Let’s make this really simple – IT’S PLAINLY ILLOGICAL TO BLAME SUCCESS OR FAILURE ON A FACTOR THAT DOESN’T VARY ACROSS SUCCESSFUL AND FAILING SCHOOLS. That’s just middle school science logic. Perhaps we should fire the middle school science teachers who taught the current crop of ed reformers?

4. No business in their right mind would retain “ineffective” employees, so why should we let this happen in schools?

There’s also that fun argument that no business in their right mind would or should retain ineffective, low quality, employees? Why would they? Why do they? Well, it’s all relative. Now surely, anyone reading this has encountered at least a few employees of private companies or perhaps even colleagues who, well, just aren’t that good at what they do. Some people do better than others in any field, and there’s always a bottom rung. We ask ourselves, why do we retain these people? Why would a school retain an ineffective teacher? Why would a school grant tenure to such a large share of teachers, some of whom might not be that great. Sometimes the answer to this is pretty simple – That those waiting in line to apply to take those jobs at present salaries might not be any better, and in fact, might be worse! You don’t let go your bottom rung unless you are pretty sure you can replace them with something better.  Applied to the current NJ school reform debate: One cannot simply assume that if we force poor urban districts to lay off large numbers of teachers that we would consider “ineffective,” that there will be a long line of better teachers waiting to take those jobs. In fact, the alternatives might be worse in many cases, unless we significantly step up teacher pay and maintain quality benefits, including job stability and the potential for consistent income growth over time (potentially allowing a lower wage than would otherwise be required).


We must fix LIFO now!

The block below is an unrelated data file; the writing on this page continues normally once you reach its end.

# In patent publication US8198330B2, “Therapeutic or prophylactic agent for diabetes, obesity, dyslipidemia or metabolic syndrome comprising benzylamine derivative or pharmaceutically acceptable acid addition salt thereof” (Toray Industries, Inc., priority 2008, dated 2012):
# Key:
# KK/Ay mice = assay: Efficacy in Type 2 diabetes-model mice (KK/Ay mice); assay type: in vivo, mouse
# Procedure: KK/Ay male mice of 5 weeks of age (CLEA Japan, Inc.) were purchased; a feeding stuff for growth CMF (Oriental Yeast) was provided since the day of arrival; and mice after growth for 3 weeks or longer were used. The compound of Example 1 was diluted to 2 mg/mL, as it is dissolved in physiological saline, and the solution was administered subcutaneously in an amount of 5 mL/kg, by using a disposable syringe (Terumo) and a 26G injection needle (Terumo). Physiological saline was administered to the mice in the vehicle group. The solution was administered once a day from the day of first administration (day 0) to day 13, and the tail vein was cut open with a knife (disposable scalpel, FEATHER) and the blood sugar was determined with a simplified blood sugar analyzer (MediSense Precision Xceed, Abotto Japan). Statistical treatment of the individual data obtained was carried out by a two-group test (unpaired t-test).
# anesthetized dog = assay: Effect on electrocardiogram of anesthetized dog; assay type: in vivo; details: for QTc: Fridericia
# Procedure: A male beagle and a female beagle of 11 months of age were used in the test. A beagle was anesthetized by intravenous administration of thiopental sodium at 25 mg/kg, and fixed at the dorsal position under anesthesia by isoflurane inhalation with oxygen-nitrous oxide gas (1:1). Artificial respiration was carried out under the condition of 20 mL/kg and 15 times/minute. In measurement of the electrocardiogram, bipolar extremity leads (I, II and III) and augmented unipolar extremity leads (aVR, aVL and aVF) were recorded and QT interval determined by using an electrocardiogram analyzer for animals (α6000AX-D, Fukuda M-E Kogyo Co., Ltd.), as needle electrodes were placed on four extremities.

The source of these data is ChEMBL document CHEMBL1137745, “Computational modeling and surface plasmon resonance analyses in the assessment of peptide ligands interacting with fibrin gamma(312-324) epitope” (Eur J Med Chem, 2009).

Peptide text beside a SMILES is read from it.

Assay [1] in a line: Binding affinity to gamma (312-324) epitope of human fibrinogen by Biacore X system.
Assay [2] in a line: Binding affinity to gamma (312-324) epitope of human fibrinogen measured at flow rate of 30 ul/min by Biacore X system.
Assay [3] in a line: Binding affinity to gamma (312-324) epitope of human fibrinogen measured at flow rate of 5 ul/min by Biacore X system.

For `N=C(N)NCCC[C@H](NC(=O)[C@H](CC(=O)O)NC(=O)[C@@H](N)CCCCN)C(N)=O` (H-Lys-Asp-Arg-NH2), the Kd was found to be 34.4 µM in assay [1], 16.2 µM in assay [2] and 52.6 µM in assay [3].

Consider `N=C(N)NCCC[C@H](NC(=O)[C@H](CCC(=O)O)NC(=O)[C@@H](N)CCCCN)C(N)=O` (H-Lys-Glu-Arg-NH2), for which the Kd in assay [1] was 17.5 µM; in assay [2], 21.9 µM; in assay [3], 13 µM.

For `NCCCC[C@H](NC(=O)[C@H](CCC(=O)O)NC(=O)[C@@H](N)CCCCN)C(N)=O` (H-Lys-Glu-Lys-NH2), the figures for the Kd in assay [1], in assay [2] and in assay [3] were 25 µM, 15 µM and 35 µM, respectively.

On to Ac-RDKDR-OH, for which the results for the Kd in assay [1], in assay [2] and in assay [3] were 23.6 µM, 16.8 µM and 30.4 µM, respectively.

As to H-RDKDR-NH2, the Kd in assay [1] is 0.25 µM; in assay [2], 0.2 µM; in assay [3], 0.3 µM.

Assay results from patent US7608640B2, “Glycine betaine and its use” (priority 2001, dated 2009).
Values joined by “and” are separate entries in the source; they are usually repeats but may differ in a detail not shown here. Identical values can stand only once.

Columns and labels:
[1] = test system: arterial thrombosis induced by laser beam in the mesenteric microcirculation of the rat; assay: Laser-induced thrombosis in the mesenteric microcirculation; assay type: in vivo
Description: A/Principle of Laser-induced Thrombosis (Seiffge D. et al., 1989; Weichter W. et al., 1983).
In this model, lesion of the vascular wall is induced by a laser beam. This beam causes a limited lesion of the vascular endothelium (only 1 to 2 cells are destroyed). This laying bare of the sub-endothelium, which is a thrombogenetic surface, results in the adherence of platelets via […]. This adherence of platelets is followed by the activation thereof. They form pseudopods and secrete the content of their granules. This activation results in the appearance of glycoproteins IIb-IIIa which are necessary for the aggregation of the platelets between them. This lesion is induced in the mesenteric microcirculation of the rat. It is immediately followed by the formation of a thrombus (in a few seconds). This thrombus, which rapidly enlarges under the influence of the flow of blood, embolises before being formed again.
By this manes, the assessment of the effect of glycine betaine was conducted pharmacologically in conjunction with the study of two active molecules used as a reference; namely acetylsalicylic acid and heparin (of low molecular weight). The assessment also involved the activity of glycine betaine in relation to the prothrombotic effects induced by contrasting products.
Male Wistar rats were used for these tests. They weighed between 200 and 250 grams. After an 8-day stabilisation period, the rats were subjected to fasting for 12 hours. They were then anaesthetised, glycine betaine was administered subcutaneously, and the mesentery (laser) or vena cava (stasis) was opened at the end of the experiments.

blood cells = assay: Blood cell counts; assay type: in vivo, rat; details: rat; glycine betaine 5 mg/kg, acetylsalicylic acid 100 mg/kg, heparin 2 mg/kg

That is, clearly, the most offensive policies that exist today across states and in district contractual agreements are those that protect old, crusty ineffective, uncaring curmudgeons while discarding – throwing out onto the streets – young energetic and caring teachers.

This one is really a smokescreen issue, especially when coupled with the immediacy claim. It makes for good sound bytes and has a catchy acronym – LIFO – which must be bad, because it sounds so bad! But when you dig deeper, even though it seems to make sense that quality should trump seniority in layoff decisions, it’s not that simple – nor is it huge money saver and job saver as some assert.

  • First, layoffs are here and now – in very tight budget times – and the supposed evaluations to be used don’t yet exist. So suggesting that this is a necessary immediate change is foolish.
  • Second, if we are relying heavily on test scores to decide quality – the only teachers who would have scores attached to them would be those in core content teaching in grades 3 to 8. But, layoffs are likely to occur in other areas first – and unlikely to reach core teaching in K-8 in many cases. In fact, schools and districts already have significant latitude to restructure programs and offerings leading to layoffs that may not all fall entirely on the basis of seniority (programmatic & position cuts).